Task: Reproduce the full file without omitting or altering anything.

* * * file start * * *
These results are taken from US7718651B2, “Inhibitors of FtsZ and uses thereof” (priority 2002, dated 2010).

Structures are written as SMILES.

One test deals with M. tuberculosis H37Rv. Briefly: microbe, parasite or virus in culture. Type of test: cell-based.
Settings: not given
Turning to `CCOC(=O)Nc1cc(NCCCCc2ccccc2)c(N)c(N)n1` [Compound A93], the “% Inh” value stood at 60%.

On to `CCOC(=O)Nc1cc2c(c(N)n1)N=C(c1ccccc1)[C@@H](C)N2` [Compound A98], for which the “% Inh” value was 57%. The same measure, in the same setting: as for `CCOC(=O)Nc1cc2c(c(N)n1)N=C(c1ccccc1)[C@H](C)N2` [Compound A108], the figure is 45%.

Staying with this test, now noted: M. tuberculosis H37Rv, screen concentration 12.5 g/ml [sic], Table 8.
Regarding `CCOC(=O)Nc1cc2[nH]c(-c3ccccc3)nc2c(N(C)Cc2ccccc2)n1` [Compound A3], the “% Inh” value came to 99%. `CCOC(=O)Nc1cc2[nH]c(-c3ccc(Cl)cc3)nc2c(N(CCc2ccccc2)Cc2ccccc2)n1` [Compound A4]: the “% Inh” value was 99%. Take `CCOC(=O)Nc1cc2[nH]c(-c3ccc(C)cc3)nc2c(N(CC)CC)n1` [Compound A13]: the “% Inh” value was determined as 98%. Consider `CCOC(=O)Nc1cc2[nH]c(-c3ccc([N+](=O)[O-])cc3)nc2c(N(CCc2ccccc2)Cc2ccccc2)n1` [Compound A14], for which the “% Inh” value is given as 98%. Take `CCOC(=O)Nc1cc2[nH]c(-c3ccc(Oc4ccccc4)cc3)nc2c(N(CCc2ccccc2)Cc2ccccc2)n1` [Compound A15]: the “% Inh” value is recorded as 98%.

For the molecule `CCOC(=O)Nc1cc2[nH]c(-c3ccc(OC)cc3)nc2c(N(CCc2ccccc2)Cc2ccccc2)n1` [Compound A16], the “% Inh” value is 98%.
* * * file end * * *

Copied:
These results are taken from US7718651B2, “Inhibitors of FtsZ and uses thereof” (priority 2002, dated 2010).

Structures are written as SMILES.

One test deals with M. tuberculosis H37Rv. Briefly: microbe, parasite or virus in culture. Type of test: cell-based.
Settings: not given
Turning to `CCOC(=O)Nc1cc(NCCCCc2ccccc2)c(N)c(N)n1` [Compound A93], the “% Inh” value stood at 60%.

On to `CCOC(=O)Nc1cc2c(c(N)n1)N=C(c1ccccc1)[C@@H](C)N2` [Compound A98], for which the “% Inh” value was 57%. The same measure, in the same setting: as for `CCOC(=O)Nc1cc2c(c(N)n1)N=C(c1ccccc1)[C@H](C)N2` [Compound A108], the figure is 45%.

Staying with this test, now noted: M. tuberculosis H37Rv, screen concentration 12.5 g/ml [sic], Table 8.
Regarding `CCOC(=O)Nc1cc2[nH]c(-c3ccccc3)nc2c(N(C)Cc2ccccc2)n1` [Compound A3], the “% Inh” value came to 99%. `CCOC(=O)Nc1cc2[nH]c(-c3ccc(Cl)cc3)nc2c(N(CCc2ccccc2)Cc2ccccc2)n1` [Compound A4]: the “% Inh” value was 99%. Take `CCOC(=O)Nc1cc2[nH]c(-c3ccc(C)cc3)nc2c(N(CC)CC)n1` [Compound A13]: the “% Inh” value was determined as 98%. Consider `CCOC(=O)Nc1cc2[nH]c(-c3ccc([N+](=O)[O-])cc3)nc2c(N(CCc2ccccc2)Cc2ccccc2)n1` [Compound A14], for which the “% Inh” value is given as 98%. Take `CCOC(=O)Nc1cc2[nH]c(-c3ccc(Oc4ccccc4)cc3)nc2c(N(CCc2ccccc2)Cc2ccccc2)n1` [Compound A15]: the “% Inh” value is recorded as 98%.

For the molecule `CCOC(=O)Nc1cc2[nH]c(-c3ccc(OC)cc3)nc2c(N(CCc2ccccc2)Cc2ccccc2)n1` [Compound A16], the “% Inh” value is 98%.